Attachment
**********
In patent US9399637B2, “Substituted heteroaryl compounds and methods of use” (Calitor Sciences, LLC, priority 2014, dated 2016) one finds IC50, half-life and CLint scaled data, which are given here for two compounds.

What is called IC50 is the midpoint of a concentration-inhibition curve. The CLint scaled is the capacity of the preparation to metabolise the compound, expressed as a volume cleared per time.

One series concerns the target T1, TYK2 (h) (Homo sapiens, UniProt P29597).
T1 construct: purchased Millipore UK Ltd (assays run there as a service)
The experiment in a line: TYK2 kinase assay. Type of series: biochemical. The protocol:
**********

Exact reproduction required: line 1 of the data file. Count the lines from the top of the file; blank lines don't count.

In patent US9399637B2, “Substituted heteroaryl compounds and methods of use” (Calitor Sciences, LLC, priority 2014, dated 2016) one finds IC50, half-life and CLint scaled data, which are given here for two compounds.